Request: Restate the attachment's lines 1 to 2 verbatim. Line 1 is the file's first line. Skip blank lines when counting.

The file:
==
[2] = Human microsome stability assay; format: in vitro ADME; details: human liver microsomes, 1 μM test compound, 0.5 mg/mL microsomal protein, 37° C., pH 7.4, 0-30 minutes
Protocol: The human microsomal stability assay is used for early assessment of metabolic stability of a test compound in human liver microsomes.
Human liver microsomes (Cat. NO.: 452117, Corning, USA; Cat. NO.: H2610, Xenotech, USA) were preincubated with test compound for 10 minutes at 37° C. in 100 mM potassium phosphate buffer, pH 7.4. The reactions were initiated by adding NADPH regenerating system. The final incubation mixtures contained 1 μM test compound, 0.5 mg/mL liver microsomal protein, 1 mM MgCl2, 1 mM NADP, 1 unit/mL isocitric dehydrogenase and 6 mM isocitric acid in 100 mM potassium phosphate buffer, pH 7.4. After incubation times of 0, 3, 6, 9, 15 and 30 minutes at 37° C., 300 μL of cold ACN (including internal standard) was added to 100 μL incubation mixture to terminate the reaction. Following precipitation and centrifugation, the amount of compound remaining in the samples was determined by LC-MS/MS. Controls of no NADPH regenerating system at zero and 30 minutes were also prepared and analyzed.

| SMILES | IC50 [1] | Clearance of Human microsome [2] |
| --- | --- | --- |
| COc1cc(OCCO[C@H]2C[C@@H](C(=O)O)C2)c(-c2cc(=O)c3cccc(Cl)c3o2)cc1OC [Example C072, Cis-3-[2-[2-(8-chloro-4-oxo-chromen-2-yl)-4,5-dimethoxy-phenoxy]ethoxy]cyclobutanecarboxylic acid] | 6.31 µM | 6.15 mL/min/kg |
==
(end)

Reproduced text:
[2] = Human microsome stability assay; format: in vitro ADME; details: human liver microsomes, 1 μM test compound, 0.5 mg/mL microsomal protein, 37° C., pH 7.4, 0-30 minutes
Protocol: The human microsomal stability assay is used for early assessment of metabolic stability of a test compound in human liver microsomes.